Open Letter to the Public: The Truth About Your Doctor

Dr David Weber

Since independence, doctors have been remunerated fairly by the medical aid fund industry for private healthcare services, and a symbiosis existed that was sustainable and ethical.

The role of determining the remuneration of services rendered was later determined by an act of parliament, under the mandate given to the Namibian Association of Medical Aid Funds (Namaf) under the auspices and rules of financial watchdog Namfisa, and has governed fairly in the late 1990s and into the early 2000s.

Over the last decade, the much-anticipated graduates from our own medical school, the welcome return of our foreign-trained Namibians, the massive advances in medical technology, and the more freely available access to healthcare facilities have impacted the ‘healthcare dollar’ available to be spent by the funds.

The administrators of these medical aid funds needed to ensure sustainability, therefore more stringent Namaf rules were implemented yearly in an attempt to mostly limit the remuneration to the healthcare professional (HCP) – the bedrock of medical treatment within Namibia.

The gap between fair remuneration for services rendered by your trusted doctor, and what Namaf, and by implication, the medical aid administrators, would justify to be fair, has simply grown to be unethical.

Yet payments to hospital companies – totalling approximately 34% of the medical aid expenditure since 2018, are negotiated annually, and remuneration made to medicine costs/pharmacies, averaging approximately 17% of fund expenditure, simply increased year on year.

We, as the Medical Association of Namibia (MAN), were not consulted, nor considered, but were unceremoniously informed of the proposed adjustments in Namaf tariffs to be adopted by the medical aid administrators for the following year, most often during the Christmas season, via email.

The healthcare professional who cares for you and your loved ones is heavily governed by numerous statutory bodies, including the Health Professions Councils of Namibia, the Ministry of Finance and Public Enterproses, the Namibian Medicines Regulatory Council and Namaf, amongst others.

Our claiming behaviour is heavily policed for fraud, waste and abuse, but only constitutes 9% (for general practitioners) and 11% (for specialists), respectively, of total fund expenditure, while the non-healthcare expenses incurred in the quarter ending 30 June 2023 amounted to N$135,7 million, and an increase of 3,2% on an annual basis mostly to the administrators.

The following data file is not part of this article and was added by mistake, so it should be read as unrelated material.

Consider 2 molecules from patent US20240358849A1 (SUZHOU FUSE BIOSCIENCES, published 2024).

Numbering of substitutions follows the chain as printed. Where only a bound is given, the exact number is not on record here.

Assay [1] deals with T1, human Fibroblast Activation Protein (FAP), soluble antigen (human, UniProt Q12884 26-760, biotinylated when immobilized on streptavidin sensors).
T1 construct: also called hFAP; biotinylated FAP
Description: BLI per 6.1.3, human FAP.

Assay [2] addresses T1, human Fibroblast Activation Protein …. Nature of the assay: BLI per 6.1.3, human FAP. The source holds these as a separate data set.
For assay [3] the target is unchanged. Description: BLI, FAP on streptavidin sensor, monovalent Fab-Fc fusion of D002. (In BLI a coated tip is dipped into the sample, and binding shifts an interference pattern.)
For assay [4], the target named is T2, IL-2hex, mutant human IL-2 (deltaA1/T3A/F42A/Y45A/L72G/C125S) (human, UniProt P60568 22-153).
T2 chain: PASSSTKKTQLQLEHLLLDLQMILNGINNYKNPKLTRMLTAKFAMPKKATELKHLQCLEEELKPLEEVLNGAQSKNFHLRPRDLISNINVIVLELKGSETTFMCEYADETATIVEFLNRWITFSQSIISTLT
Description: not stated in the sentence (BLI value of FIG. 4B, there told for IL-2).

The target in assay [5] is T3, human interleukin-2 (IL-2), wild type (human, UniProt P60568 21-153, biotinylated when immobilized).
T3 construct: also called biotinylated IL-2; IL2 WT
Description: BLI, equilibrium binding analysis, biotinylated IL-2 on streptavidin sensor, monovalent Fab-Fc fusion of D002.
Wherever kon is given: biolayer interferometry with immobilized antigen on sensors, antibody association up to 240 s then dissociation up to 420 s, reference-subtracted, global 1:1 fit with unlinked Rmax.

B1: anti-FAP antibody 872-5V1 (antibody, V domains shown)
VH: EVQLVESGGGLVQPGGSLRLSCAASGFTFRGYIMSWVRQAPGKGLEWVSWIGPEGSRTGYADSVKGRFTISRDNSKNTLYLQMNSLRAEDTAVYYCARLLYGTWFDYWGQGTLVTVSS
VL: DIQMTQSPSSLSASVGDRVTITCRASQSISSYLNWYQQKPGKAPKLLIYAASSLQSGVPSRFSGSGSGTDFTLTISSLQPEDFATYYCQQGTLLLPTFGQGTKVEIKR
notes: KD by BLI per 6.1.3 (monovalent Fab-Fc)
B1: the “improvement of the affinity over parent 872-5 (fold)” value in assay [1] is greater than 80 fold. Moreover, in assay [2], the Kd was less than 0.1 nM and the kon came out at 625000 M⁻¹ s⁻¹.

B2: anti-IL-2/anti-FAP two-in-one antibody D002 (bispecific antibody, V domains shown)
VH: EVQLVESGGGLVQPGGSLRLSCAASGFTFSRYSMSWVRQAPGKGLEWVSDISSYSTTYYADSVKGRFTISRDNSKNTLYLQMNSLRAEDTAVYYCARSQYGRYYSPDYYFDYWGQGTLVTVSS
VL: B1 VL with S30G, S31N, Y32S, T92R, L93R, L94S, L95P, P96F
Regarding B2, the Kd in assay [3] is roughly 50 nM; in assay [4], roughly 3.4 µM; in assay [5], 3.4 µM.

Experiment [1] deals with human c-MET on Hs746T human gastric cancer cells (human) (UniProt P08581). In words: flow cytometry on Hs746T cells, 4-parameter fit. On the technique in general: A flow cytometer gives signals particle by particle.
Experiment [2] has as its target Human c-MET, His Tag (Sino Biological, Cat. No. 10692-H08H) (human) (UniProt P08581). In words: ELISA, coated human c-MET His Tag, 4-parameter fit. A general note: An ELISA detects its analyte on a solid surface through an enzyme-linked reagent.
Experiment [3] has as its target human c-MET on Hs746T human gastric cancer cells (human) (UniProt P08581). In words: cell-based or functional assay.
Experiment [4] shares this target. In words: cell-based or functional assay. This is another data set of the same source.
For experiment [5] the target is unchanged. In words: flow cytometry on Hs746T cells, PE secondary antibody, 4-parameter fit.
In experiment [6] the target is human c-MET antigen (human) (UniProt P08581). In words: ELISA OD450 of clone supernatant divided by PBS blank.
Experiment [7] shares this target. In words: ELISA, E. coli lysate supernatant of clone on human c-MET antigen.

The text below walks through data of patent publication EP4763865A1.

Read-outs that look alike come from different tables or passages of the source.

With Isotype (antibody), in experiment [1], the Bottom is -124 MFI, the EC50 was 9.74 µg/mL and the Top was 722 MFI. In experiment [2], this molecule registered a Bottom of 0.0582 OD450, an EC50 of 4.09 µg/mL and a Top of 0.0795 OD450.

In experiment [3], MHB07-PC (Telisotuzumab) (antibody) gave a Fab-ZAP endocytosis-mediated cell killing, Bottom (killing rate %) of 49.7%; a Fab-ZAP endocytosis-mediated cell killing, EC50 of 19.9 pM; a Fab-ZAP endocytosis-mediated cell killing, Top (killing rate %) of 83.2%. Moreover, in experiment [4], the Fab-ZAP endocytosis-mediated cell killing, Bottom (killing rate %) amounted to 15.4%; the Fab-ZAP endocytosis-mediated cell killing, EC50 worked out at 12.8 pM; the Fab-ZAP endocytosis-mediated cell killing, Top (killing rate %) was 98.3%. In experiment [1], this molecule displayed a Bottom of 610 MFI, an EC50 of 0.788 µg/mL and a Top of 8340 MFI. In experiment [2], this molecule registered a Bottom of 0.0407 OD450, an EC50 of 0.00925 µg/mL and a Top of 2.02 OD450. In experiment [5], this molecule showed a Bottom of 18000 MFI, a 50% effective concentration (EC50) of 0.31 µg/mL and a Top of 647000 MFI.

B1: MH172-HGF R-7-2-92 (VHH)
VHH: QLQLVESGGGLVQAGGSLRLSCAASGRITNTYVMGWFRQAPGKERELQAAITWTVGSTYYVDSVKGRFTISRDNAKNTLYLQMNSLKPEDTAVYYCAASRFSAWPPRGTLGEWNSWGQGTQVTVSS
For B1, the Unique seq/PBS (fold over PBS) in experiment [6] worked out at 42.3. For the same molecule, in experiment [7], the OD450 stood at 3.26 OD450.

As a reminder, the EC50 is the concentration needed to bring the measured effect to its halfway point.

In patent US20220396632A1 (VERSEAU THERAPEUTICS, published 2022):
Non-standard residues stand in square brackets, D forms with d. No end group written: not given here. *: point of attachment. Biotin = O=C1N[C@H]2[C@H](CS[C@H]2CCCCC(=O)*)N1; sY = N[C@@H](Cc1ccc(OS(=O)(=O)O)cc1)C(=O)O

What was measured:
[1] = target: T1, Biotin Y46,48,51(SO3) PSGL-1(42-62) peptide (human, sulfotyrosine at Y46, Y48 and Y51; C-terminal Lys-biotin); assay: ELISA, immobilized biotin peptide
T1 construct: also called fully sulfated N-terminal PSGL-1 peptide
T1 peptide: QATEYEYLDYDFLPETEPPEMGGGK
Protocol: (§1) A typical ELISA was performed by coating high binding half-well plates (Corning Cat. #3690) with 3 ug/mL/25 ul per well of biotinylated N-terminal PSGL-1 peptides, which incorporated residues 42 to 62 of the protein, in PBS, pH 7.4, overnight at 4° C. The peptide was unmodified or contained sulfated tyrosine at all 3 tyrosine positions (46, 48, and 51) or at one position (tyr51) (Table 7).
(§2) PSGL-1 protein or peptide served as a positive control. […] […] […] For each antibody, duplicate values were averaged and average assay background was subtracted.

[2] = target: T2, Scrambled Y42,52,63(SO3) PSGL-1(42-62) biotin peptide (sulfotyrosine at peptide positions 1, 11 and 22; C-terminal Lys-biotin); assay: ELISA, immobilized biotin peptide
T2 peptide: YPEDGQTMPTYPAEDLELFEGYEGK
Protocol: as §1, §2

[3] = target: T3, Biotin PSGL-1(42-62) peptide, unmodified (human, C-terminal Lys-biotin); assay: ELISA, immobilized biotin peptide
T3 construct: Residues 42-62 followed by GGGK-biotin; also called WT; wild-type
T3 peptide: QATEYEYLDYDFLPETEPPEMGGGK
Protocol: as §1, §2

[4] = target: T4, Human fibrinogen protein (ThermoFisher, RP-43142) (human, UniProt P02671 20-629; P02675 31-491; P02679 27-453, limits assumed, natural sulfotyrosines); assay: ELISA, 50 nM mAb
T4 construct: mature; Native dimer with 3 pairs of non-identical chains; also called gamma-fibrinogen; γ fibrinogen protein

The costs to operate the service of a healthcare professional has skyrocketed in the past few years especially, and this has mostly been absorbed by us.

But we are at the point of insolvency given the latest iterations from the administrators.

We have been forced to either no longer offer certain services, move to Commonwealth countries where our doctors are highly sought after, or charge a significant co-payment to our patient population.

The fund administration milieu in Namibia seems to focus almost exclusively on healthcare professional fraud, which is present in all spheres of fiscal society, but is massively overshadowed by the suspected, yet unsubstantiated, waste and/or rising costs incurred by facilities offering theatre lists, procedures or patient admission, although these are not actively identified, nor pursued with as much gusto by the fund administrative community.

The MAN wishes to therefore clarify its support of the rights of every HCP to claim remuneration as is fair and rightful from their patients, regardless of the Namaf benchmark tariff, which is neither fair nor actuarily accurate.

The recent much-criticised initiatives of aggrieved anaesthetists, the dental community and a myriad other associations are fully endorsed by our association, since the medical doctor is the foundation of the healthcare pyramid, yet seems to have been marginalised by the miscommunicated notion that we are the reason for the medical aid funds’ current sustainability crisis, and therefore by implication dispensable.

We encourage every patient, employment group and/or other interested parties to speak to their trusted healthcare professional and see the realities of what we face daily, and then to make an unadulterated call of what seems to be the murky waters of the healthcare fund industry.

  • *Dr David Weber, chairman, Medical Association of Namibia

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